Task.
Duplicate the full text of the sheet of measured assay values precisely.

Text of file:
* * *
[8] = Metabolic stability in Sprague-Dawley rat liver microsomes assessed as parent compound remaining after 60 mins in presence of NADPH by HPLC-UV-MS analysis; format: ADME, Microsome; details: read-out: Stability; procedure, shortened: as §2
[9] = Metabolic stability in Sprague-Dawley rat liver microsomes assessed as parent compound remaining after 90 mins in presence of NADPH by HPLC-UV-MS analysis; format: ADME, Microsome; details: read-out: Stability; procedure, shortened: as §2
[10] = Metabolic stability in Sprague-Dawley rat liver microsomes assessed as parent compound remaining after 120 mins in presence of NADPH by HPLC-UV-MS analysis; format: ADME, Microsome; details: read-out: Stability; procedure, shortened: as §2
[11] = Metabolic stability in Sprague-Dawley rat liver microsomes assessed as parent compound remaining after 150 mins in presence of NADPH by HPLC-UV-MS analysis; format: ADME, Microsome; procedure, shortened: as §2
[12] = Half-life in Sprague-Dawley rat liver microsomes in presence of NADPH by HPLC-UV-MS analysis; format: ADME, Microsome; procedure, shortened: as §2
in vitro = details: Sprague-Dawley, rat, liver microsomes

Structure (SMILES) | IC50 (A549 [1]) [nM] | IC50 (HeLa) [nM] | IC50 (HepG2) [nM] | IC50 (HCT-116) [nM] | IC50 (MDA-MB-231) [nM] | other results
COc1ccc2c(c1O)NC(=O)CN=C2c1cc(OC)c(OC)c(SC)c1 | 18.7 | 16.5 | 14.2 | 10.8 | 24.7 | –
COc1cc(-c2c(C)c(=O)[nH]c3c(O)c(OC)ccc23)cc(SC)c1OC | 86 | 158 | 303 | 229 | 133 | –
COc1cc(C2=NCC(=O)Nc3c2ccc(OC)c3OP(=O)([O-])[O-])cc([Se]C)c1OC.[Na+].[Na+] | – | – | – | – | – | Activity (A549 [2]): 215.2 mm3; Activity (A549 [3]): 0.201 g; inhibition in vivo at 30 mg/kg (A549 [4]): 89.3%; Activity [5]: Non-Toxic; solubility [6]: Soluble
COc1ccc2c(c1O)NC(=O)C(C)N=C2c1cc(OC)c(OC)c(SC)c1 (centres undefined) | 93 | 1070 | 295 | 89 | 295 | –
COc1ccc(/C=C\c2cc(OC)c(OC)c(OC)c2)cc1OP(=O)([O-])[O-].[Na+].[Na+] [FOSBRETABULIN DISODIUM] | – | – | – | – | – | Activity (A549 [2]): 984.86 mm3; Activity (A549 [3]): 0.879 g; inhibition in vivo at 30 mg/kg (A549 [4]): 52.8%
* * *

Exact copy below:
[8] = Metabolic stability in Sprague-Dawley rat liver microsomes assessed as parent compound remaining after 60 mins in presence of NADPH by HPLC-UV-MS analysis; format: ADME, Microsome; details: read-out: Stability; procedure, shortened: as §2
[9] = Metabolic stability in Sprague-Dawley rat liver microsomes assessed as parent compound remaining after 90 mins in presence of NADPH by HPLC-UV-MS analysis; format: ADME, Microsome; details: read-out: Stability; procedure, shortened: as §2
[10] = Metabolic stability in Sprague-Dawley rat liver microsomes assessed as parent compound remaining after 120 mins in presence of NADPH by HPLC-UV-MS analysis; format: ADME, Microsome; details: read-out: Stability; procedure, shortened: as §2
[11] = Metabolic stability in Sprague-Dawley rat liver microsomes assessed as parent compound remaining after 150 mins in presence of NADPH by HPLC-UV-MS analysis; format: ADME, Microsome; procedure, shortened: as §2
[12] = Half-life in Sprague-Dawley rat liver microsomes in presence of NADPH by HPLC-UV-MS analysis; format: ADME, Microsome; procedure, shortened: as §2
in vitro = details: Sprague-Dawley, rat, liver microsomes

Structure (SMILES) | IC50 (A549 [1]) [nM] | IC50 (HeLa) [nM] | IC50 (HepG2) [nM] | IC50 (HCT-116) [nM] | IC50 (MDA-MB-231) [nM] | other results
COc1ccc2c(c1O)NC(=O)CN=C2c1cc(OC)c(OC)c(SC)c1 | 18.7 | 16.5 | 14.2 | 10.8 | 24.7 | –
COc1cc(-c2c(C)c(=O)[nH]c3c(O)c(OC)ccc23)cc(SC)c1OC | 86 | 158 | 303 | 229 | 133 | –
COc1cc(C2=NCC(=O)Nc3c2ccc(OC)c3OP(=O)([O-])[O-])cc([Se]C)c1OC.[Na+].[Na+] | – | – | – | – | – | Activity (A549 [2]): 215.2 mm3; Activity (A549 [3]): 0.201 g; inhibition in vivo at 30 mg/kg (A549 [4]): 89.3%; Activity [5]: Non-Toxic; solubility [6]: Soluble
COc1ccc2c(c1O)NC(=O)C(C)N=C2c1cc(OC)c(OC)c(SC)c1 (centres undefined) | 93 | 1070 | 295 | 89 | 295 | –
COc1ccc(/C=C\c2cc(OC)c(OC)c(OC)c2)cc1OP(=O)([O-])[O-].[Na+].[Na+] [FOSBRETABULIN DISODIUM] | – | – | – | – | – | Activity (A549 [2]): 984.86 mm3; Activity (A549 [3]): 0.879 g; inhibition in vivo at 30 mg/kg (A549 [4]): 52.8%